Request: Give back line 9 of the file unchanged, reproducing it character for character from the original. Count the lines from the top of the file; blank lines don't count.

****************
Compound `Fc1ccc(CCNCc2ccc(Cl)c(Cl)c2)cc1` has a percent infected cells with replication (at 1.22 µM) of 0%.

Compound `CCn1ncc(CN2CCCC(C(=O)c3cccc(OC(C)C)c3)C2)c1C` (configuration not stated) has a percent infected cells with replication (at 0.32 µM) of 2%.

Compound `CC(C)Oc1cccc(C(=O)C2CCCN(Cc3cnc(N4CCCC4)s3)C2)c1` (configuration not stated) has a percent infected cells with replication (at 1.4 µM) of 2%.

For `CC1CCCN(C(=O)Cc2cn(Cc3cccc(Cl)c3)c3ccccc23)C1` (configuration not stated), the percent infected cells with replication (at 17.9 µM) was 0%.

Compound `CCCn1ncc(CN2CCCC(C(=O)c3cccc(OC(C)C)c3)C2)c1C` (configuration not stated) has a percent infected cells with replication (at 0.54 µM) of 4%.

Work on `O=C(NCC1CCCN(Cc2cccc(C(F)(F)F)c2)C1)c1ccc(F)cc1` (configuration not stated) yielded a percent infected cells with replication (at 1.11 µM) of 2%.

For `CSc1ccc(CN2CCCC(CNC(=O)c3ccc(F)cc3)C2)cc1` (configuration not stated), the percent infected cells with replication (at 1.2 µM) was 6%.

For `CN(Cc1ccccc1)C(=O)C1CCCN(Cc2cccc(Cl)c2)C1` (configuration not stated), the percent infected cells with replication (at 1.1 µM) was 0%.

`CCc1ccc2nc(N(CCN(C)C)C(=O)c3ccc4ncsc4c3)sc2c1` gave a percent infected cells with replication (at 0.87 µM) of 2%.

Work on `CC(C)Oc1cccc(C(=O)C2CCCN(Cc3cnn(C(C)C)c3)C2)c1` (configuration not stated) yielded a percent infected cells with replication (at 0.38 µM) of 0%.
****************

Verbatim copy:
`CCc1ccc2nc(N(CCN(C)C)C(=O)c3ccc4ncsc4c3)sc2c1` gave a percent infected cells with replication (at 0.87 µM) of 2%.